Of late, many art practitioners have been feeling the need to engage with people who are beyond the white cube.
The optimists will tell you that something is better than nothing but the unforgiving few continue to lament the absence of public art in this country. So where do we stand? Despite several years of debate, the government has done little to address the issue; whatever has happened is largely due to private initiatives.
Of late, many art practitioners feel the need to engage with people who are beyond the white cube. “How many people go to the galleries? The same set of 500-600 people go for different kinds of cultural events. What about the others? We want to reach out to people irrespective of class, age, group,” says Aruna Adiceam, Cultural Attaché of the French Embassy in India, which organised the Fete de la Photo 2014, a huge photo-festival in public spaces in Delhi, Mumbai, Ahmedabad, Bangalore, Hyderabad, Goa, Kolkata and Thiruvananthapuram. In Delhi, different activities like astrophotography, mobile photo-booth, exhibitions will take up public spaces in and around Connaught Place. “I think photography needs to be outdoors. Art is for everybody,” adds Aruna.
A statement that Rajeev Sethi, the brain behind “Jaya He” at the T2 terminal of Chhatrapati Shivaji International Airport in Mumbai, would agree with. The Delhi-based curator and scenographer created a massive piece of public art that brings together artists, craftsmen, designers, architects in a merger of traditional and modern India. A three-kilometre art wall split into six themes displays thousands of artefacts and art works by the likes of Vivan Sundaram, Nilima Sheikh, Jogen Chowdhury, Riyas Komu, Manu Parekh, G.R. Iranna and Chittrovanu Majumdar.
“Art can’t be confined to godowns. It has to be shared with people. It’s not easy for a common man to just walk into an art gallery. So, yes we have more and more examples of public art, but there is a danger of it all being mediocre. How to select an art work and choosing a site are important issues. Different mechanisms have to be put into place,” says Sethi.
Art has been taken to the streets literally in Delhi with the first edition of St.ART Delhi. Besides talks, workshops and discussions, an important element is the painting of around 80 walls in the city. One is the life-size mural of Mahatma Gandhi on the Delhi Police headquarters, a joint effort by Indian artist Anpu Varkey and German street artist Hendrik Beikrich. “It took six years for us to feel confident enough to put together a festival like this. People have become more responsive and tolerant of not just the street art but also the street artist. While there was some resistance to our Mahatma Gandhi work, Delhi Police really stood by us,” says Hanif Kureshi, the Delhi-based typographer behind the festival.
Public art could be a propagator for issues affecting the public as demonstrated at the just-concluded India Art Fair where Kolkata-based photographer Leena Kejriwal launched her public art campaign “M.I.S.S.I.N.G”. The eight-foot female figures will soon be taken to various public spaces in different cities to sensitise the public to the problem of disappearing girls.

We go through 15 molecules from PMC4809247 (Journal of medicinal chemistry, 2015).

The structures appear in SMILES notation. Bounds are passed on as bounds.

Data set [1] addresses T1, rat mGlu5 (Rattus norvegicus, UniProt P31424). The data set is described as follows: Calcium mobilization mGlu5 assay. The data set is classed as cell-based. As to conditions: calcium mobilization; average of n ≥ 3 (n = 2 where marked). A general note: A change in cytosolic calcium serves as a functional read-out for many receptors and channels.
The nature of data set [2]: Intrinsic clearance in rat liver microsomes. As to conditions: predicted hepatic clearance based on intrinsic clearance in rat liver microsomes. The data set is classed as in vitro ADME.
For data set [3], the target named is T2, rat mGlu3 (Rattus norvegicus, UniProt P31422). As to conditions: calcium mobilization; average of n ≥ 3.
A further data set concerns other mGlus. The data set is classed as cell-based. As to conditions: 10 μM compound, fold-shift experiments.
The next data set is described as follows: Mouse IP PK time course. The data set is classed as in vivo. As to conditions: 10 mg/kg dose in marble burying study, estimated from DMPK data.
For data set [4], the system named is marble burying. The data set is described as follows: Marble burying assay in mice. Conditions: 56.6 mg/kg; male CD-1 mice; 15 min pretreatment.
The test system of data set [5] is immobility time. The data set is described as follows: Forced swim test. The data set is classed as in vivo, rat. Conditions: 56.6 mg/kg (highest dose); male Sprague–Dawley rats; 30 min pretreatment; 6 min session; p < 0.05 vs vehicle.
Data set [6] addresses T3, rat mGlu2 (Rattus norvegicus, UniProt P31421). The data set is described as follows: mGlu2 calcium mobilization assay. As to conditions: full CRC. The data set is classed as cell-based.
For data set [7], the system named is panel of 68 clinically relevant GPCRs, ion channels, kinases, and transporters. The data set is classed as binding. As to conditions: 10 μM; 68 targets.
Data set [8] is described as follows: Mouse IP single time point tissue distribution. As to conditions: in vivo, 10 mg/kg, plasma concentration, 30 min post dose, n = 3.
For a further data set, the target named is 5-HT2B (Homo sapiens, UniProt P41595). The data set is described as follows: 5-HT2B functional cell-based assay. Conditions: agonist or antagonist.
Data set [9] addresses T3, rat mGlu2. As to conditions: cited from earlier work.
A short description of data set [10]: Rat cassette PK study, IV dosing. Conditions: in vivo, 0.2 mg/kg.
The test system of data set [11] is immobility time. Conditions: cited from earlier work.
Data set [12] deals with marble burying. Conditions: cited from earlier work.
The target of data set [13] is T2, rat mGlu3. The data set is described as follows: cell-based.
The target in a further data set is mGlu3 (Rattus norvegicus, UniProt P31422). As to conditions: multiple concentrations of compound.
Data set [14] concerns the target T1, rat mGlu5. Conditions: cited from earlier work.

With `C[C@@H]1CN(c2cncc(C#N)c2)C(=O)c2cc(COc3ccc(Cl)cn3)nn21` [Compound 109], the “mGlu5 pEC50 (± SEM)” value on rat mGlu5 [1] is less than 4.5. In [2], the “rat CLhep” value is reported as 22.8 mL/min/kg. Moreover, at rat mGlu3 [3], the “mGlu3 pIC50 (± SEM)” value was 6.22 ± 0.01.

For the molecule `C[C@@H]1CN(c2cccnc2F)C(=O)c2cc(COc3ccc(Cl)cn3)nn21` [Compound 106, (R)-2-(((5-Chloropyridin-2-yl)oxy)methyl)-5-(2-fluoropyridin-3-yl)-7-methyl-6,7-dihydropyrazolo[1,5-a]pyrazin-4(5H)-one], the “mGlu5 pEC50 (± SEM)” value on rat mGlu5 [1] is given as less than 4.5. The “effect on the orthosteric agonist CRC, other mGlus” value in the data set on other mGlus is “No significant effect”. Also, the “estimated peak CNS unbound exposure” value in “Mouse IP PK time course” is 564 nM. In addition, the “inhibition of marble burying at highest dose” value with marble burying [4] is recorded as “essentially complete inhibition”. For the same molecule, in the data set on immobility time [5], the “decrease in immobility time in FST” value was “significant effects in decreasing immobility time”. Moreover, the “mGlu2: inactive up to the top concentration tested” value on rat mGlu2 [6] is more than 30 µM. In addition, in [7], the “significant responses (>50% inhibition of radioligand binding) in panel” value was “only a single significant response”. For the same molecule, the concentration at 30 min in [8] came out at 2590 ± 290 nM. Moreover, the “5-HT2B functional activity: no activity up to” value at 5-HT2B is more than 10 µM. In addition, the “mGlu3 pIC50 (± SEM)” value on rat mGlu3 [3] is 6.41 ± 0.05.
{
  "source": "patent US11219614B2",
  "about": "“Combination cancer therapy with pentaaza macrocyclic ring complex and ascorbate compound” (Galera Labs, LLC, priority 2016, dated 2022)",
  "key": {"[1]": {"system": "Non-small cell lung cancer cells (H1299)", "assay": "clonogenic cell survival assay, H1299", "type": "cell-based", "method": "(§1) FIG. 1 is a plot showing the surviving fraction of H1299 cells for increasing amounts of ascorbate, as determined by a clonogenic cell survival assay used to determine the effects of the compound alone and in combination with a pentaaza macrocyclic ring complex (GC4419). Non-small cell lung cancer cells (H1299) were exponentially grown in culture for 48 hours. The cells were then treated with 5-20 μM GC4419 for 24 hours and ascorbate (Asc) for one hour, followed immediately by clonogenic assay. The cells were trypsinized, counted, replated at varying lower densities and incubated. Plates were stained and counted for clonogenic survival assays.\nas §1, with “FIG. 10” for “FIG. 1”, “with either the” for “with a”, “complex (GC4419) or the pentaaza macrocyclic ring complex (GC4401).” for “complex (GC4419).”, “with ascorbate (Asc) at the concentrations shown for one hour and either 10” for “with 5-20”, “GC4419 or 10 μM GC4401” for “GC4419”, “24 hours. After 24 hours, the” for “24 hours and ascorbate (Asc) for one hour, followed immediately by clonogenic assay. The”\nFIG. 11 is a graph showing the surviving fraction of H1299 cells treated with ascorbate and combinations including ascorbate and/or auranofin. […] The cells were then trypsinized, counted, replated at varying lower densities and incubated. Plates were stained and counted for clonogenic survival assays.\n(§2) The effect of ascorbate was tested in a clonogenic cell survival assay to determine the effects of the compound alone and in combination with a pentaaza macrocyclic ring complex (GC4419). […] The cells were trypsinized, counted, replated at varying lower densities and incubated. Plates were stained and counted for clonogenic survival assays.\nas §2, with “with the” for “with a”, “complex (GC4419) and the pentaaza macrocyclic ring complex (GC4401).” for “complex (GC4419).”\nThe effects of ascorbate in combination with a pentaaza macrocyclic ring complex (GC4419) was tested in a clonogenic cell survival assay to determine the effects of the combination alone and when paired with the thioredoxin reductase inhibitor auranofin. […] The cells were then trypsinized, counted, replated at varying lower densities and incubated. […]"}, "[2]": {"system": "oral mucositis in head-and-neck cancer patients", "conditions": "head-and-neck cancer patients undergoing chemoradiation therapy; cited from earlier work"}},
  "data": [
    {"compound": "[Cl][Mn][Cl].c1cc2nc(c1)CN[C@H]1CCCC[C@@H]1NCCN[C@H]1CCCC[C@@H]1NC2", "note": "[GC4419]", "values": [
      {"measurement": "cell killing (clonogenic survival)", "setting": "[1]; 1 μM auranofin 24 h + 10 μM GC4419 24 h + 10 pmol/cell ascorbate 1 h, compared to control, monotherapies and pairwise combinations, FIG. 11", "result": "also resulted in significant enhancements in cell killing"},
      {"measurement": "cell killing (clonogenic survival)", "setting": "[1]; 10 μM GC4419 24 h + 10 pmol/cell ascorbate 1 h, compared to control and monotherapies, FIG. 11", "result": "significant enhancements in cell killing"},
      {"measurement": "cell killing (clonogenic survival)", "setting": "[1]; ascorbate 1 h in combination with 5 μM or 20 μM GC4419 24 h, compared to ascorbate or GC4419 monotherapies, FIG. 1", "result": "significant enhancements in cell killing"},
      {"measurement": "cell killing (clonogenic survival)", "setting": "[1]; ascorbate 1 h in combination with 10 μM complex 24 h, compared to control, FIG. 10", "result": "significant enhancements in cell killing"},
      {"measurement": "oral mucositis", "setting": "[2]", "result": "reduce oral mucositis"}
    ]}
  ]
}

For sculptor K.S. Radhakrishnan, it is imperative that people are able to engage with the piece installed in a public space. His guru, the iconic sculptor Ramkinkar Baij, had given the country its most significant public art work: the two monumental figures of Yaksha and Yakshini, who flank the entrance of the Reserve Bank of India in New Delhi.
Even though Radhakrishnan recently created two huge public art works in Goa and Kerala — both were commissioned by the State — he isn’t particularly thrilled with the scene. “The sun-dial at a round-about park in Delhi or the steel mushrooms near AIIMS are not particularly great examples of public art. There was a lot of hope before and after the Commonwealth Games but nothing happened. In the name of public art, we still have statues of political figures and a few murals done long ago.” A few noteworthy additions in the last couple of years are Subodh Gupta’s “Line ofControl”, a giant steel installation at South Court Mall in Saket and Anjolie Ela Menon’s mural in an already arty Terminal 3 at the Indira Gandhi International Airport.
While the ambitious “48 degree Celsius: public.art.ecology”, the country’s first public art festival, was supposed to push the case of public art, not much happened. Pooja Sood, who curated the festival, was also part of an advisory panel constituted by the Delhi Urban Arts Commission to advise public bodies on commissioning public art pieces. “But nothing came of it. These bodies have no problems spending on art but they need guidance on how to go about it,”says Sood, who heads Khoj, an alternative space for art in the city.
In a country where corporate support to art is minimal, the Foundation for Indian Contemporary Art’s (FICA) public art grant is crucial. All seven projects that it has supported so far had strong societal dimensions. “We want to encourage projects that explore ideas of working with communities, building societies and developing a healthy dialogue with the public on how they imagine shared spaces. Our aim is to engage with projects that have a strong social angle and allow interaction and engagement with the public,” says Roshini Vadehra, head of fundraising at FICA.